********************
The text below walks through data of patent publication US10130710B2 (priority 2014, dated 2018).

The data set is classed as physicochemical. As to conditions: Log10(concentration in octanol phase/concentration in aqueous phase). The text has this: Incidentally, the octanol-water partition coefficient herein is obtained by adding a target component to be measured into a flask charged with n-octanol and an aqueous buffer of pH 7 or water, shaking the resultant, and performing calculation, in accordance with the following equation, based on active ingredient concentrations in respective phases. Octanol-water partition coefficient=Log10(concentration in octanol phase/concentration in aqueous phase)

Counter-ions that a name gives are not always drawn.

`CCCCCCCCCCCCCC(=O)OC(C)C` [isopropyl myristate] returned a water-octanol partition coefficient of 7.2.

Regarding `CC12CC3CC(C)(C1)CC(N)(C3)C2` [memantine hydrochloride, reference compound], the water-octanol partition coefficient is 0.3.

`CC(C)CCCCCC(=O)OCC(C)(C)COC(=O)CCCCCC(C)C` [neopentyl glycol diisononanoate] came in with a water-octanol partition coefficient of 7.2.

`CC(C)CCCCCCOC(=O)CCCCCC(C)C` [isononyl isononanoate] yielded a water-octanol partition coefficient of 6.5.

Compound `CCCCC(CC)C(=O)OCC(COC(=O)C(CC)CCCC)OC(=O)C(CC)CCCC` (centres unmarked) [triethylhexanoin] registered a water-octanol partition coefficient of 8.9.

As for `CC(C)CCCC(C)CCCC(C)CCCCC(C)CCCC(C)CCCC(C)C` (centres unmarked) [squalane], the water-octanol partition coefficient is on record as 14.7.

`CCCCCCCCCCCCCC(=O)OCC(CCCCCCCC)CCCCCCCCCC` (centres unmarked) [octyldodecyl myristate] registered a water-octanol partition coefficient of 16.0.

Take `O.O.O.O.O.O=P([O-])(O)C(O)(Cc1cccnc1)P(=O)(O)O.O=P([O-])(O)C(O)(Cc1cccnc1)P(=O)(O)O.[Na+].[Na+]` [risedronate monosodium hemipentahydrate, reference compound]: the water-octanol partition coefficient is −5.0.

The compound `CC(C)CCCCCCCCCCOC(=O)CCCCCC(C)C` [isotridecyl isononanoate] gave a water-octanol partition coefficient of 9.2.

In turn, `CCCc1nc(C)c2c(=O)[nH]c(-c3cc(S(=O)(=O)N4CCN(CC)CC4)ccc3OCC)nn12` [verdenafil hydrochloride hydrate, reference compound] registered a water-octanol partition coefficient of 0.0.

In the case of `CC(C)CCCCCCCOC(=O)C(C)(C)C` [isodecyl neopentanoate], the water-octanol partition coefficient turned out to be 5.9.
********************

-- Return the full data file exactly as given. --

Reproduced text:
The text below walks through data of patent publication US10130710B2 (priority 2014, dated 2018).

The data set is classed as physicochemical. As to conditions: Log10(concentration in octanol phase/concentration in aqueous phase). The text has this: Incidentally, the octanol-water partition coefficient herein is obtained by adding a target component to be measured into a flask charged with n-octanol and an aqueous buffer of pH 7 or water, shaking the resultant, and performing calculation, in accordance with the following equation, based on active ingredient concentrations in respective phases. Octanol-water partition coefficient=Log10(concentration in octanol phase/concentration in aqueous phase)

Counter-ions that a name gives are not always drawn.

`CCCCCCCCCCCCCC(=O)OC(C)C` [isopropyl myristate] returned a water-octanol partition coefficient of 7.2.

Regarding `CC12CC3CC(C)(C1)CC(N)(C3)C2` [memantine hydrochloride, reference compound], the water-octanol partition coefficient is 0.3.

`CC(C)CCCCCC(=O)OCC(C)(C)COC(=O)CCCCCC(C)C` [neopentyl glycol diisononanoate] came in with a water-octanol partition coefficient of 7.2.

`CC(C)CCCCCCOC(=O)CCCCCC(C)C` [isononyl isononanoate] yielded a water-octanol partition coefficient of 6.5.

Compound `CCCCC(CC)C(=O)OCC(COC(=O)C(CC)CCCC)OC(=O)C(CC)CCCC` (centres unmarked) [triethylhexanoin] registered a water-octanol partition coefficient of 8.9.

As for `CC(C)CCCC(C)CCCC(C)CCCCC(C)CCCC(C)CCCC(C)C` (centres unmarked) [squalane], the water-octanol partition coefficient is on record as 14.7.

`CCCCCCCCCCCCCC(=O)OCC(CCCCCCCC)CCCCCCCCCC` (centres unmarked) [octyldodecyl myristate] registered a water-octanol partition coefficient of 16.0.

Take `O.O.O.O.O.O=P([O-])(O)C(O)(Cc1cccnc1)P(=O)(O)O.O=P([O-])(O)C(O)(Cc1cccnc1)P(=O)(O)O.[Na+].[Na+]` [risedronate monosodium hemipentahydrate, reference compound]: the water-octanol partition coefficient is −5.0.

The compound `CC(C)CCCCCCCCCCOC(=O)CCCCCC(C)C` [isotridecyl isononanoate] gave a water-octanol partition coefficient of 9.2.

In turn, `CCCc1nc(C)c2c(=O)[nH]c(-c3cc(S(=O)(=O)N4CCN(CC)CC4)ccc3OCC)nn12` [verdenafil hydrochloride hydrate, reference compound] registered a water-octanol partition coefficient of 0.0.

In the case of `CC(C)CCCCCCCOC(=O)C(C)(C)C` [isodecyl neopentanoate], the water-octanol partition coefficient turned out to be 5.9.